Leg Length Inequality
The human body is not perfectly symmetric in development from right to left. This becomes readily evident when assessing leg length. The right and left legs are not usually exactly the same length nor do they have exactly the same dimensions throughout. There are many structural and functional variables which could alter the length of each leg. These differences are usually not obvious to the individual or to others with an untrained eye. Most standard physical examinations are unable to detect leg length inequality (LLI) less than 25 mm (approximately 1 inch).
LLI can be the result of structural (anatomical) causes which include unequal bone growth rates, trauma, degeneration, infection and hereditary (congenital) abnormalities. Functional LLI is a term that refers to differences in leg length which are not associated with fixed structural differences. The functional LLI can result from causes such as pelvic rotation, excessive foot pronation, inability to fully extend the knee, a cavus or high arched foot on one side, and muscle contractures.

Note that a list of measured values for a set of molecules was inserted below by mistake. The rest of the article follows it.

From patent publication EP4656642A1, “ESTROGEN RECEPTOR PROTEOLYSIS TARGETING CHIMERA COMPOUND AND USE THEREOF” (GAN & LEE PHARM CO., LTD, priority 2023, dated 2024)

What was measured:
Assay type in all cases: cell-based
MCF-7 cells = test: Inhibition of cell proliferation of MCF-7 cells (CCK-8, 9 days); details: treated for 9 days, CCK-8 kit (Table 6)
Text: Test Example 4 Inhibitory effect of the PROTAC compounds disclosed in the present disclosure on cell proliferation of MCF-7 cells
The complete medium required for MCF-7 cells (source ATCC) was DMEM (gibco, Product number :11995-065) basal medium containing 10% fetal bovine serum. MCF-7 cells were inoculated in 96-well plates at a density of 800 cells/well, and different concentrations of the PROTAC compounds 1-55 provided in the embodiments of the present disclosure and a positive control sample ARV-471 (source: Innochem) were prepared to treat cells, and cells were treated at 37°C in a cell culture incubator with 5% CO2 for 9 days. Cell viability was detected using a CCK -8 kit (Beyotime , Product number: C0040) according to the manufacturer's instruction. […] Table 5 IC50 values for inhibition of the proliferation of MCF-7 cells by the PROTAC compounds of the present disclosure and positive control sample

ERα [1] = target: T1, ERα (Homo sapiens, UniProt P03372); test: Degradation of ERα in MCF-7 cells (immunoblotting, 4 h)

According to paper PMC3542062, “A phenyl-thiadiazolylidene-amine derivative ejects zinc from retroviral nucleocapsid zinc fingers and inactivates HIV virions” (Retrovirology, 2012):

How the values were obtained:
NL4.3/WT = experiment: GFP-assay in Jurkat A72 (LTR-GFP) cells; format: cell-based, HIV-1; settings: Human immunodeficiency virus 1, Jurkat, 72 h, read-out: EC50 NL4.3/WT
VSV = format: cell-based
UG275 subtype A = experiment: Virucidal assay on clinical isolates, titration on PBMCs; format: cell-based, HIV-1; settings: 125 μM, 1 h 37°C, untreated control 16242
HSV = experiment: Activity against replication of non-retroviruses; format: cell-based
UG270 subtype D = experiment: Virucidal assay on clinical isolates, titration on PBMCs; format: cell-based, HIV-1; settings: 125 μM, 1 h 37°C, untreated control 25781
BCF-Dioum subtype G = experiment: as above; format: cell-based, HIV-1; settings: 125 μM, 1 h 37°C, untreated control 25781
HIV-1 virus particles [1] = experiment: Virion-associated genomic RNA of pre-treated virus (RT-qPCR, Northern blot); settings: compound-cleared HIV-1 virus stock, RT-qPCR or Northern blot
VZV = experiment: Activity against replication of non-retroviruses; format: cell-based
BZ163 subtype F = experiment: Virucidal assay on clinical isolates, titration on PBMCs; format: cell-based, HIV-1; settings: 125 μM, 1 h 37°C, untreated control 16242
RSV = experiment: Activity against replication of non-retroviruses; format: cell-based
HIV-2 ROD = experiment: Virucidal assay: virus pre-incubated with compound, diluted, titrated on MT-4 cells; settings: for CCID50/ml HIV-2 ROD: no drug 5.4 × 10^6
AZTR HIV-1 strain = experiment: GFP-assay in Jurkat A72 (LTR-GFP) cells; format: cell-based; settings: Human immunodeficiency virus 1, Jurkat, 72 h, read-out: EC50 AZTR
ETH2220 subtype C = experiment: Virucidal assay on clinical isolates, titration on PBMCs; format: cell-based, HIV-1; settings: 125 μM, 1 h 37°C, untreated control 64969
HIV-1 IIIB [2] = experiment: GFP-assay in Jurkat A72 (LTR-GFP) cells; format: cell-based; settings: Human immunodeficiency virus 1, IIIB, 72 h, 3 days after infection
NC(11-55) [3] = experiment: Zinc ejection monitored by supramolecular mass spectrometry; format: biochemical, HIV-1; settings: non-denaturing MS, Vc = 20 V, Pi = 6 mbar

Research has demonstrated that patients with a LLI of more than 10 mm have a greater risk for developing low back pain. Individuals with significant LLI who spend a considerable amount of time on their feet are more apt to develop back problems.